Planning indicates the type of research design used (descriptive, experimental, quasi-experimental, cross-sectional, cohort, etc.) and the research plan. Where possible (mainly in interventional studies) a flowchart by CONSORT can be included.Sample and population are described. Type and sampling must be indicated (randomized, stratified, convenience, deliberate etc), as well as the inclusion and exclusion criteria in the study (where possible). It is important to include in detail the sample selection. Finally, the way the sample was calculated should be presented.In data collection the place, the way and period of sampling (no more than five years prior to submission date). Describe the techniques and data collection tools. If popular and weighted questionnaires are used, describe in detail and include them in references, including the weighting process.Detailed statistical analysis should be included.In results characteristics (demographic, clinical, etc.) of the sample, with corresponding table should be described. Response rate of the sample, in case of research carried out by questionnaires, should be stated. Tables with complete data relating to the variables tested should be included, and in the text reference only of the most important results in relation to the research hypotheses. Diagrams should be included only when important information are not presented in the table. Each table or figure should be numbered and referred in the text with the necessary evidence (see general instructions).  Discussion is not a repetition of results, but focuses on the main results, summarising and interpreting them. Furthermore, the purpose of the discussion is to compare the results/findings with those of already existing literature and concludes whether the research questions were answered (it should be stated if through the results confirmed or rejected the initial research hypotheses, if any). At this point it is highlighted the way that the results can be applied theoretical and practical, emphasizing new knowledge resulting from the article. Also indicate the strengths and weaknesses of research (restrictions), and the possibility or not, generalizability of the findings.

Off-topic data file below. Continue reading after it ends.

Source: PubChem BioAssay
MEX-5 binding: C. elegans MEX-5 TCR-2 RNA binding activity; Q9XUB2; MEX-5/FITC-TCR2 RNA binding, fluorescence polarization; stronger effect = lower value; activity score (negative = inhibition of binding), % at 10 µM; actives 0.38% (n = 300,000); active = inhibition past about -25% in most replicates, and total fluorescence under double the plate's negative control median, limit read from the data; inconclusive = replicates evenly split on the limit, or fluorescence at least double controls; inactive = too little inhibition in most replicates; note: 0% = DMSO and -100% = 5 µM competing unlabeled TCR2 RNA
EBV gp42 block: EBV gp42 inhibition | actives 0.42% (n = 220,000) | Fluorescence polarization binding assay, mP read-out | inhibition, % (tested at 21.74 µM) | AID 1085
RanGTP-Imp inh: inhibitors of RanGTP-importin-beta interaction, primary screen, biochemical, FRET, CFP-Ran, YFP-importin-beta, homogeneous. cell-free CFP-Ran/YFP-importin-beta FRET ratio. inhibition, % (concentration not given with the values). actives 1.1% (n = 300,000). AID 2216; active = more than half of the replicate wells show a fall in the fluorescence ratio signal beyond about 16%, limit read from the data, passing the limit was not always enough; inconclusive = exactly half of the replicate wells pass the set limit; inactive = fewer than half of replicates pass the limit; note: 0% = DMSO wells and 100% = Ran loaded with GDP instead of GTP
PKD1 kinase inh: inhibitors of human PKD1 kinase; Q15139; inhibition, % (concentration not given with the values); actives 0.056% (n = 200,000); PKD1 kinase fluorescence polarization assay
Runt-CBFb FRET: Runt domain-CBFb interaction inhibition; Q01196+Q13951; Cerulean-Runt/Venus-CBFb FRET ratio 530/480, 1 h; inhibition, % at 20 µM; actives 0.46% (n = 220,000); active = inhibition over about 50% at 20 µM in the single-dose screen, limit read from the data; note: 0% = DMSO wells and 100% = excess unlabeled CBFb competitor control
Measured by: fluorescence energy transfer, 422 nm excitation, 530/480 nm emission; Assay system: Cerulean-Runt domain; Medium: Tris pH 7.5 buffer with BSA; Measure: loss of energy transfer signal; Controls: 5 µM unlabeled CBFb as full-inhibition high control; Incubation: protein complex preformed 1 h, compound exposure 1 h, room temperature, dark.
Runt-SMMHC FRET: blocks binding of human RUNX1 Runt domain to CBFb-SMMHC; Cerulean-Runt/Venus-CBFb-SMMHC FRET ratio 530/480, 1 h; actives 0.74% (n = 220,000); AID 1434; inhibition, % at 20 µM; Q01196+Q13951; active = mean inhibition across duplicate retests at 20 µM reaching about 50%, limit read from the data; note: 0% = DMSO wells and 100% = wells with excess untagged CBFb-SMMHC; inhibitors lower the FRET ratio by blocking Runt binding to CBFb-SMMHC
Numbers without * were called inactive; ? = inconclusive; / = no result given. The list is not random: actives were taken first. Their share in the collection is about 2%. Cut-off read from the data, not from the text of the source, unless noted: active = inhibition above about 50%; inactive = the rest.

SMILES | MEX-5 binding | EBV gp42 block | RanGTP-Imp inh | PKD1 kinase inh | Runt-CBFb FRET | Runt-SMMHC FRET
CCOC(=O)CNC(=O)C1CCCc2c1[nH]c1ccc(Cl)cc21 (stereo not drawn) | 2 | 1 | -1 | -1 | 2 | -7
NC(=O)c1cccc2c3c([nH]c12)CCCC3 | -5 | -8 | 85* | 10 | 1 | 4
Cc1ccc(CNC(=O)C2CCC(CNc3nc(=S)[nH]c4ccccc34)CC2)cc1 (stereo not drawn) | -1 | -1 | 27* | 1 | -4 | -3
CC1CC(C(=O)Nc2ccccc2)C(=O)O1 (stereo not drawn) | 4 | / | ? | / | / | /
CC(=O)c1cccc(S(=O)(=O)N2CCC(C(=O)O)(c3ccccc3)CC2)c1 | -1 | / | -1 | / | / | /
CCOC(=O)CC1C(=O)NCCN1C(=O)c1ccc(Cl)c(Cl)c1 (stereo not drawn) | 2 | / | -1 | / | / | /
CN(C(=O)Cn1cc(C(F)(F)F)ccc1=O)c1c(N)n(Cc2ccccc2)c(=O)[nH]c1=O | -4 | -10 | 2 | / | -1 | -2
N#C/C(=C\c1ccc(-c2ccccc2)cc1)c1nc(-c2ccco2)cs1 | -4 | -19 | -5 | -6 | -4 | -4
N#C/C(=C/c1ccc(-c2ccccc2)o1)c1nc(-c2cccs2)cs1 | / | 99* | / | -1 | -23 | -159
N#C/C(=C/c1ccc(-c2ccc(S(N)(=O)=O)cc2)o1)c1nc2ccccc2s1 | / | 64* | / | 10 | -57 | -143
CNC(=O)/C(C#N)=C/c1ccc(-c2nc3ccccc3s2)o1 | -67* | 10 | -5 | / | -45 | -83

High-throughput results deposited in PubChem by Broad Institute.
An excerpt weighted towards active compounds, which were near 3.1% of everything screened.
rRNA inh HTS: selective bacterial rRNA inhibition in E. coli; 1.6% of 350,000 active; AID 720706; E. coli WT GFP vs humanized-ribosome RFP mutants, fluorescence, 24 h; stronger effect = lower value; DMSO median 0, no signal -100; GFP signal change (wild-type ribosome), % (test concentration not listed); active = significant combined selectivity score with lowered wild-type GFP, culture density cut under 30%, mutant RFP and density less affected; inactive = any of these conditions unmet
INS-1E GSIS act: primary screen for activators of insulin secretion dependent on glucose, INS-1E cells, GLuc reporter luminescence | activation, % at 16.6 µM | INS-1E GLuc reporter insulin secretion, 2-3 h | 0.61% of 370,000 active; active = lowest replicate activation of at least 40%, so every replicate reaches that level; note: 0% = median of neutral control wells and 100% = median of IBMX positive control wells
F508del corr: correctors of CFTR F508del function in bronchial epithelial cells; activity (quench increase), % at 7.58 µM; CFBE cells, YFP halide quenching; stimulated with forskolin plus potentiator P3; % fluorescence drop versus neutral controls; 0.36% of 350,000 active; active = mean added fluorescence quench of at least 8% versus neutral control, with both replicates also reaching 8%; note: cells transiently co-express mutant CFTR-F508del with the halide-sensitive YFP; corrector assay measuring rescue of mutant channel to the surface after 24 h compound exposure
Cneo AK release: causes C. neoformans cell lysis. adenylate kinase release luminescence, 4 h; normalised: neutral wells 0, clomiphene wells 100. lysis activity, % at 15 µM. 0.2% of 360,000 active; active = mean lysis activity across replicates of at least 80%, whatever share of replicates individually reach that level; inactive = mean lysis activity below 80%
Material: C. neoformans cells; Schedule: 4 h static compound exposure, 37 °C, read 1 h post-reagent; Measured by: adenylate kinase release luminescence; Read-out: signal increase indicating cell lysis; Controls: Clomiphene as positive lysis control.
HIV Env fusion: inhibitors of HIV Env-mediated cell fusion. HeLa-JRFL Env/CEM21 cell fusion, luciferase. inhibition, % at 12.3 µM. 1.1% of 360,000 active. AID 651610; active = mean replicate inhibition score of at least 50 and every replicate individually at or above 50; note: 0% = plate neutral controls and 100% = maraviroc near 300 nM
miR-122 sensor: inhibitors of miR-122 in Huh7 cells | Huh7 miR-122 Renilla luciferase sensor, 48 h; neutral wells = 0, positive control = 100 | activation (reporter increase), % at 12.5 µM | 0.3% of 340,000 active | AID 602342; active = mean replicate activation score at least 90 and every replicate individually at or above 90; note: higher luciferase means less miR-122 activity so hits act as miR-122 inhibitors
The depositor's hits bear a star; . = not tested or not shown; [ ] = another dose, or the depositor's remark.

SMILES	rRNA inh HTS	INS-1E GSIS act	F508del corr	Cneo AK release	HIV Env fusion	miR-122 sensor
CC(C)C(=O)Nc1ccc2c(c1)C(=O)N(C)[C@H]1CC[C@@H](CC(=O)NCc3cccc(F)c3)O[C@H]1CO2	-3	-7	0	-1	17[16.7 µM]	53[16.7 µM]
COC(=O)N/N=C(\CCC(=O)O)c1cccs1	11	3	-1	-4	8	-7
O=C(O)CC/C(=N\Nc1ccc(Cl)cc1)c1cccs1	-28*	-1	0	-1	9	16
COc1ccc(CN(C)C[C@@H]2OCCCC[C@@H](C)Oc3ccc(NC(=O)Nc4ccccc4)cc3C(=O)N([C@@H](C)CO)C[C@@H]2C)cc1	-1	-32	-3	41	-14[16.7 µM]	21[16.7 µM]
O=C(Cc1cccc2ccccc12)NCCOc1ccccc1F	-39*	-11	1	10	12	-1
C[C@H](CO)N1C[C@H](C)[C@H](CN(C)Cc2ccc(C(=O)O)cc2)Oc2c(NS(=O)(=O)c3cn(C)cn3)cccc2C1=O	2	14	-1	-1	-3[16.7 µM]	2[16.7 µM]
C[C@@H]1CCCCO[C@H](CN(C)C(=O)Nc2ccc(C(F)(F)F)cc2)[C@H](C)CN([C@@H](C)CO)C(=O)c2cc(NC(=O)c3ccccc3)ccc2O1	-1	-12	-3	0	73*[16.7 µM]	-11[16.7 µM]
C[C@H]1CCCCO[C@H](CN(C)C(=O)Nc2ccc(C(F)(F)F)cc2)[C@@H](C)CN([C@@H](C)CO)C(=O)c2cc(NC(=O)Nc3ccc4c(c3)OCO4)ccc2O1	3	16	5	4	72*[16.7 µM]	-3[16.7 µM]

Introduction should be written in such a way that the healthcare professionals without expertise in the particular field could understand the matter under investigation. Introduction concludes with a brief reference to the aim of the research/paper.

    Methods refers to data analysis methodology, data collection, the description of the studies identified, inclusion-exclusion criteria and methodological quality of the material.

    Results could be divided into subchapters.

    Discussion includes the way that the results can be theoretical and practical applied, the agreement or disagreement with similar researches. Strengths and weaknesses of the research are included and the possibility to generalise.

    Conclusions are not a summary or repetition of the results. It includes the contribution to existing knowledge, proposed topics for practice modification or for future research.